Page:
Can EYTs fix the attainment gap?
Liz Bayram and Neil Leitch
Tuesday, September 26, 2017
A Fair Education Alliance report calls for nurseries in deprived areas to employ an early years teacher (EYT), but opinion is split on whether this is the best way to tackle the attainment gap for poorer children.
NO: Neil Leitch, chief executive, Pre-school Learning Alliance
"It sometimes feels as though every few months there is a new report explaining why early years teachers are the solution to a whole range of problems.
We've been told that having graduates in early years settings will not only close the gap between both disadvantaged children and their more affluent peers, but also boys and girls - and then, of course, there's persistent claims that because many settings do not have graduate leaders, they are, by default, of lower quality.
We at the alliance have always supported the call for more early years graduates in principle. That said, we firmly believe that high-quality provision is about more than just academics - it's about a workforce that is experienced, passionate and understands that the early years is about care as well as education. While research has shown that a well-qualified early years workforce does have a positive impact on early outcomes, I can't help feeling that such calls risk applying overly-simplistic solutions to what are often very complex problems.
While the Fair Education Alliance report is right to call on the government to invest more into the early years to help improve social mobility, any suggestion that requiring settings in deprived areas to employ early years teachers would, in and of itself, close the gap between the poorest children and their peers seems both short-sighted and optimistic.
Clearly, other factors, such as home learning environments and the availability and quality of family outreach services, are going to have an impact on the attainment of those more disadvantaged children, and the importance of investing in such areas should not be overlooked.
Also, research on this is not clear-cut. Earlier this year, a study by the Centre for Economic Performance at the London School of Economics, the University of Surrey and University College London, tracking the progress of 1.8 million children concluded that there is only a "very weak" association between the presence of graduate staff and children's outcomes.
It should never be the case that a child's life chances are defined by their postcode, and it is true that there is a pervasive gap between children from disadvantaged backgrounds and their wealthier peers that we as a country must do more to eradicate. Quality early years staff undoubtedly play a vital role in this, but a degree is not, and should not be seen as, the only signifier of such quality.
Some of the best early years practitioners may not be graduates, but have expertise, passion and an in-depth understanding of how children learn and develop.
These are skills to be valued, not dismissed."
YES: Liz Bayram, chief executive, Professional Association for Childcare and Early Years
"There is no doubt that substantial progress has been made on raising young children's attainment, with scores on the Early Years Foundation Stage Profile up by a quarter.
But there is still a persistent gap between disadvantaged children and their peers that policy makers are finding extremely difficult to close, in spite of increased targeted spending.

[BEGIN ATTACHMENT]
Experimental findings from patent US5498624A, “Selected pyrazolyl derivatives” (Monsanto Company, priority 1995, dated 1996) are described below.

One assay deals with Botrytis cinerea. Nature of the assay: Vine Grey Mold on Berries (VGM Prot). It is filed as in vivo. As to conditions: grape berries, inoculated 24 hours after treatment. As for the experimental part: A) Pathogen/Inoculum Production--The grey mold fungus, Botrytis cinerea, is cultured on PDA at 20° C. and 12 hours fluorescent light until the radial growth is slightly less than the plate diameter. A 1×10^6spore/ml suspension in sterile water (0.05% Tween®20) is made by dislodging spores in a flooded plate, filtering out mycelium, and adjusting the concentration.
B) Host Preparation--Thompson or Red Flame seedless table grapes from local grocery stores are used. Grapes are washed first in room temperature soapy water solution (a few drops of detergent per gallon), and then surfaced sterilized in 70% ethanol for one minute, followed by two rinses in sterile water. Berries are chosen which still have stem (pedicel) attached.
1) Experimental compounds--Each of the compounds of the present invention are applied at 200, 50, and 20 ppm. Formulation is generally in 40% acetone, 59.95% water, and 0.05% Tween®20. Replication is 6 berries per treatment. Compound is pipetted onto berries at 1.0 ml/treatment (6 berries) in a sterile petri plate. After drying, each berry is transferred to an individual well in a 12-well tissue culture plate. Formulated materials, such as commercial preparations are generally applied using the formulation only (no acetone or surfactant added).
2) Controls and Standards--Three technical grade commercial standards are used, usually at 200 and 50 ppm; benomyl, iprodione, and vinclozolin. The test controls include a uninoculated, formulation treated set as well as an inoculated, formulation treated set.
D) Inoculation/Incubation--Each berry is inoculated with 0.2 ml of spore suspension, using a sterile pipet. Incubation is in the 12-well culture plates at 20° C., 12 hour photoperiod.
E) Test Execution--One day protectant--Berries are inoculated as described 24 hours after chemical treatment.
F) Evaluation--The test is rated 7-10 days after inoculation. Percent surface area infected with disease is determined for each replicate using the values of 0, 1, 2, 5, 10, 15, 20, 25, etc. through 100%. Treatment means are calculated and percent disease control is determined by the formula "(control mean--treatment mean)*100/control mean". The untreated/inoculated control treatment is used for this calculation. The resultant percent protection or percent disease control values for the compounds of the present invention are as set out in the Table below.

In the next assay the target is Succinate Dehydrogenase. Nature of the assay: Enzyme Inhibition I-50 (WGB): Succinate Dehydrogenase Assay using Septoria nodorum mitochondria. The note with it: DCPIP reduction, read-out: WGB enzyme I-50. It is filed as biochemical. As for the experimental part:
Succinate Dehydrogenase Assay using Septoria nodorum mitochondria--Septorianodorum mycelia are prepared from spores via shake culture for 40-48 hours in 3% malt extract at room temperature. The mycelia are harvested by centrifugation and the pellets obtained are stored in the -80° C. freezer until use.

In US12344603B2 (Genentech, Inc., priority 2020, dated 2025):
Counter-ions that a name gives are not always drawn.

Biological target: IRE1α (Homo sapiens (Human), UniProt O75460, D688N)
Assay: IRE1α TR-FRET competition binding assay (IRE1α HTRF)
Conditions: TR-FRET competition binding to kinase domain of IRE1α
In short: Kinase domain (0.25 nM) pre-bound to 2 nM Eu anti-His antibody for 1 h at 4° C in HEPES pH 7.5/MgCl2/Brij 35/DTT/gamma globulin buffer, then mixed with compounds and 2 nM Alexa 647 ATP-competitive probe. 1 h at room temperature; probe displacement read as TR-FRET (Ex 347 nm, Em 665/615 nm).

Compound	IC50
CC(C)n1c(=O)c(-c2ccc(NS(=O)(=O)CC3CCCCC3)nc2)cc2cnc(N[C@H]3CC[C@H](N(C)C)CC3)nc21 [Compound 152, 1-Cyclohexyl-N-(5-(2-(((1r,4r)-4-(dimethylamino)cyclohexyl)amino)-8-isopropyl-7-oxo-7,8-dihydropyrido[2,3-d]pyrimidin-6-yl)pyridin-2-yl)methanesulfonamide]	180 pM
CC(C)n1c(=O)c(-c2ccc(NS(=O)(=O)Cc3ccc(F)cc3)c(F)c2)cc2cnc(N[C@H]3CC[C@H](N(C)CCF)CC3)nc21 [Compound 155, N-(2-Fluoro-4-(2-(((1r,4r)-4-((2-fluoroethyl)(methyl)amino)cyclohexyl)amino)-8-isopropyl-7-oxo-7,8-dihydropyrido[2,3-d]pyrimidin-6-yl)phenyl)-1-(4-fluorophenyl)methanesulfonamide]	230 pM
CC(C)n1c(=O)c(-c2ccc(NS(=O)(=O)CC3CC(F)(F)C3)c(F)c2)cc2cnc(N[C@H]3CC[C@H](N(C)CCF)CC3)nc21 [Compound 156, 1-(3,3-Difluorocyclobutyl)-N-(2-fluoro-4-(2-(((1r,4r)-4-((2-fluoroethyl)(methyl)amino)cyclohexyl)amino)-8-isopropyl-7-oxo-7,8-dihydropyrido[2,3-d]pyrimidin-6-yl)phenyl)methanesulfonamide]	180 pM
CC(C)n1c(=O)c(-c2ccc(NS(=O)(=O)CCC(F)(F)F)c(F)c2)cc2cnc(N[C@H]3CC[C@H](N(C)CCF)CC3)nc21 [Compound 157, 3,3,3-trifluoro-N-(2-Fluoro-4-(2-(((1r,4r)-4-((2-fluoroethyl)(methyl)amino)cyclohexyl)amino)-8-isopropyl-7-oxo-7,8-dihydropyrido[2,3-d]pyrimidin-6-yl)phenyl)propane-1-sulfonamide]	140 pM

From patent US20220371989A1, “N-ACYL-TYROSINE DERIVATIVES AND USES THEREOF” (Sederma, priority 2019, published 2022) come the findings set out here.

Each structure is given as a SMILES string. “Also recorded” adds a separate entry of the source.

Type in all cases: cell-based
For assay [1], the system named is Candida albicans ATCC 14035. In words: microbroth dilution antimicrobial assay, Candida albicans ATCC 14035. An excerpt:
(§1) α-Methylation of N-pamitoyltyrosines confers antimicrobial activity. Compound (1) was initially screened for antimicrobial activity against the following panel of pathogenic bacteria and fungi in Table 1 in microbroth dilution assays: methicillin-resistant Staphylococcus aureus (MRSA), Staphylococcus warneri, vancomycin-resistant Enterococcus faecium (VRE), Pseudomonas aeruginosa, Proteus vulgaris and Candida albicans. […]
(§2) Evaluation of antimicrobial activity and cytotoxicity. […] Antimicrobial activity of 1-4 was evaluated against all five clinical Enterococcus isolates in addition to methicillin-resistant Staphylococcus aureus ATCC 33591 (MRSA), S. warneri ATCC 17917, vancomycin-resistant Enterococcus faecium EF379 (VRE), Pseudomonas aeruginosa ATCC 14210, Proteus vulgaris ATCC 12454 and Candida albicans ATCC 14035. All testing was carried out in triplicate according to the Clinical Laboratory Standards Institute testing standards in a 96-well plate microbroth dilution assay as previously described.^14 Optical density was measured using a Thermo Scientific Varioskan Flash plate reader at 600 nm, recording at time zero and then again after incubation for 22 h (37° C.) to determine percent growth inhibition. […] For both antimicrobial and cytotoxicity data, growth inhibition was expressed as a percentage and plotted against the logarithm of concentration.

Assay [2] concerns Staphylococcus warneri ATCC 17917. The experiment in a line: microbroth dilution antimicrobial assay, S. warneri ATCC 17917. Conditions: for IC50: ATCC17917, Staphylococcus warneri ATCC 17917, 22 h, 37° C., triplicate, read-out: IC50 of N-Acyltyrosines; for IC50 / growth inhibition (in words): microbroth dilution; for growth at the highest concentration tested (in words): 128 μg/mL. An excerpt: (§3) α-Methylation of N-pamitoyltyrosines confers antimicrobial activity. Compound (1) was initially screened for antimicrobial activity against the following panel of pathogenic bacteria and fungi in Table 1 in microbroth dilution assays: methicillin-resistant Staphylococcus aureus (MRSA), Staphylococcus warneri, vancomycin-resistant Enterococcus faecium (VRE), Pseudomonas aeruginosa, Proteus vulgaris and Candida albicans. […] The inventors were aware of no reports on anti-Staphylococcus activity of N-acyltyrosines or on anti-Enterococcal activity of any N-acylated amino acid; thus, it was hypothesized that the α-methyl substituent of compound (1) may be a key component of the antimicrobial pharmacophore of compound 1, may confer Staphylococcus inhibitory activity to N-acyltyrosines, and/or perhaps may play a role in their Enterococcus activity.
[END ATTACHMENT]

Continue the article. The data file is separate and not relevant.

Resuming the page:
Poorer children are still 17 points less likely to be "school ready" at age five than better-off children, down only four points in the past decade. The Social Mobility Commission has estimated it will take 40 years to close this gap if we continue at our current pace.
During this period, quality in early years settings has become closely linked with training and qualifications. Graduate leadership has been found by multiple studies to be associated with narrowing the gap between the most and least disadvantaged children.
In 2004, the Blair government introduced a target that every early years setting be led by a graduate. Although seemingly dropped by subsequent governments, it is still an aspiration much of the sector shares. Many, including Pacey, believe it is crucial to narrowing the gap.
This goal is being hampered by structural problems with the specialist early years graduate qualifications and their relationship to the wider teaching profession. Neither Early Years Professional Status (EYPS) nor its successor Early Years Teacher Status (EYTS) comes with Qualified Teacher Status (QTS), which means they do not attract the same recognition, status, pay, conditions and opportunities as teachers. It also means that graduates holding these qualifications are not permitted to lead teaching in maintained schools, significantly limiting their career options.
Only 10 per cent of private, voluntary and independent staff and eight per cent of childminders have a graduate qualification, usually EYPS or EYTS. By contrast, 29 per cent of all staff in school-based settings have a degree, usually QTS. This qualification divide amounts to a two-tier system.
There is an urgent need for an early years specialist route to QTS to attract the most talented and ambitious entrants to the early years profession, and to retain them, especially in settings working with disadvantaged children and their families. High-quality early education in itself will not eliminate the gap between disadvantaged children and their better-off peers.
That said, the evidence shows that increasing the number of early years specialist graduates in group settings is likely to have a meaningful impact.
There is now a moral imperative that the government invests in this, and that the sector does all it can to help make it a reality."